7. wpmoreland719

    wpmoreland719 Member Frisco.org Supporter

    With regard to the "almost horseshoe" curve, it should be mentioned that this where the long forgotten Cherryvalley/Elayer line branched off. If you look on a Google satellite image, you'll notice a short trestle north of the Arneson lumber yard at the end of Frisco Street. This is approximately where the line branched off to the east, and although I couldn't find the roadbed on the satellite image, it's easy to spot in person. This line was originally about six miles in length. It served the boom town of Midland and the iron works that was located there until the Flood of 1898 destroyed everything. Neither the town nor the iron works were ever rebuilt. The Salem Branch was in such a state of disrepair around the Steelville area that there was talk of abandoning the whole line. Around 1953, the Cherryvalley line was cut back to Strumpf Charcoal (which was featured on "Dirty Jobs with Mike Rowe" a few years back), leaving it only about one mile in length. I'm not sure exactly when the rest of it was pulled up, but I'm guessing sometime between 1970 and 1980. There's a lot of crossties still in the dirt, as well as a faded crossbuck at the Sanke Rd. crossing.

    The Salem Branch connected with a number of lighter branches during it's career, including the Cherryvalley branch, the Sligo and Eastern, the Dent-Phelps RR, the Condray branch, the Plank Iron Mines spur, and the Riverside Mines extension south of Salem. How ironic is it that the Sligo and Eastern section south of Viburnum to Bixby would lay abandoned for 40 years only to be rebuilt into a modern heavy hauler, then abandoned again after only 34 years of service.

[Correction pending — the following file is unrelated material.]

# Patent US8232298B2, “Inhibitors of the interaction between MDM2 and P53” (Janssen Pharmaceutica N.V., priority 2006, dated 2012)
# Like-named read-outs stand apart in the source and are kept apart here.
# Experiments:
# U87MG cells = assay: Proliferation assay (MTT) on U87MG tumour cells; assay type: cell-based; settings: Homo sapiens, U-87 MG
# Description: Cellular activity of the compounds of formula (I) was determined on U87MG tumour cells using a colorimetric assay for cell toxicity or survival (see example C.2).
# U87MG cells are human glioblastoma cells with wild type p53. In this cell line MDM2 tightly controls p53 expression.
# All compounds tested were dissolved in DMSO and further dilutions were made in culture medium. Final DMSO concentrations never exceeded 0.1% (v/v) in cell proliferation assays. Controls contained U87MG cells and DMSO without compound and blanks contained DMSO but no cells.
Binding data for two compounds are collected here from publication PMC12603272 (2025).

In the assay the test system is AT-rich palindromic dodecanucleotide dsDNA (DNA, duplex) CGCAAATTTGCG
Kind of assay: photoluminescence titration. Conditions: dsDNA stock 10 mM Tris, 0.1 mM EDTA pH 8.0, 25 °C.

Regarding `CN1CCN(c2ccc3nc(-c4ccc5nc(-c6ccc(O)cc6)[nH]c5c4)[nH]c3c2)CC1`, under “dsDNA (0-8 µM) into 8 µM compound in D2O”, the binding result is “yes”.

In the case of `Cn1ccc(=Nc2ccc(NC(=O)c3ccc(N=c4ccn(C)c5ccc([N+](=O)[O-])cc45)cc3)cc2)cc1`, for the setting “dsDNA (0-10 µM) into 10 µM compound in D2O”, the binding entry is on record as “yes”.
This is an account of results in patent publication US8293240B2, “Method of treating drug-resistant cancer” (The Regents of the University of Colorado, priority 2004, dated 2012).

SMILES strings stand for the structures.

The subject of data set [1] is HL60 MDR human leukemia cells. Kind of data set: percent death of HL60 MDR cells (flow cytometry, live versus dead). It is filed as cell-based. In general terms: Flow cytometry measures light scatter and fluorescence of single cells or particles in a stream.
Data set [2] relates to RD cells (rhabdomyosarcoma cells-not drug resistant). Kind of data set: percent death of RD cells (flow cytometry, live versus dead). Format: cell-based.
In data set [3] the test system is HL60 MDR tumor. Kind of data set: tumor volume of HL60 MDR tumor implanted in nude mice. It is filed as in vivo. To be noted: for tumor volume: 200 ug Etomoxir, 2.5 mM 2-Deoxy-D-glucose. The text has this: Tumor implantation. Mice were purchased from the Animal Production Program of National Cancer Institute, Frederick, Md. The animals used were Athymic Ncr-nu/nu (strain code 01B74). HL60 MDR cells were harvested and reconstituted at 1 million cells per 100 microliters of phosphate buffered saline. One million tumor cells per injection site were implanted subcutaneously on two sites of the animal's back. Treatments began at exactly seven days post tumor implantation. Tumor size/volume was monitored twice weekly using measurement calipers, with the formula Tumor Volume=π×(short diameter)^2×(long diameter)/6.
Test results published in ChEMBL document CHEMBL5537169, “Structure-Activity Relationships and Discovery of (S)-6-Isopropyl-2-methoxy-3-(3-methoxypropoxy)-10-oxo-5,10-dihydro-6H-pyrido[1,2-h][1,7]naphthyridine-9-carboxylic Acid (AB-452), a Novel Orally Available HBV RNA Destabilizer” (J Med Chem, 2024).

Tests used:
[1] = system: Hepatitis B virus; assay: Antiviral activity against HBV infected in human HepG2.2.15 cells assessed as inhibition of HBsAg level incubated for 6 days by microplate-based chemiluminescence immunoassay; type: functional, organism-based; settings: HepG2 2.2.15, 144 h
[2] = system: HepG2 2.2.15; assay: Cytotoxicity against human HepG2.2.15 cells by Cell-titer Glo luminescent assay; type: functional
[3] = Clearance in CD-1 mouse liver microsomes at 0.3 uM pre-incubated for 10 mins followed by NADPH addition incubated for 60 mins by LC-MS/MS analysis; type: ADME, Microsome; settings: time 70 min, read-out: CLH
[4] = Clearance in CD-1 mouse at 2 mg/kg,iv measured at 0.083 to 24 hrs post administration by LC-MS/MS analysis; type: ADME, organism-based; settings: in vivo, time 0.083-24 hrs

Pat Moreland,
    Union Mo.
     
  8. klrwhizkid

    klrwhizkid Administrator Staff Member Administrator Frisco.org Supporter

    Steve, it looks like your friend may be off just a little bit. If I read the posted pdf file correctly, the formula for Radius is R=5730/D, where D is the curvature in degrees.
     
    Last edited by a moderator: Oct 4, 2011
  9. meteor910

    meteor910 2009 Engineer of the Year Staff Member Frisco.org Supporter

    Karl or group - Does anyone have the track charts showing the line from Cuba/Lead Jct to Salem, Mo when it still existed?

    Ken
     
  10. wpmoreland719

    wpmoreland719 Member Frisco.org Supporter

    Ken,

    Somewhere I have the Wilbur Smith and Associates report on the Salem Branch from 1983. While not a track chart, it's very interesting in that it describes the condition of the line, including the sections of welded and jointed rail, rail weight, and tie and ballast condition. It also estimates the cost of rehabilitation ($550,000) and lists the shippers on the line (only two, Floyd Charcoal and Kerr-McGee in Salem). Roger Taylor was gracious enough to provide me with it about eight years ago.

    If you (or anyone else) are interested, I can probably dig it out and send you a copy.

    Pat Moreland,
    Union Mo.
     
  11. meteor910

    meteor910 2009 Engineer of the Year Staff Member Frisco.org Supporter

    Thanks Pat!

    Ken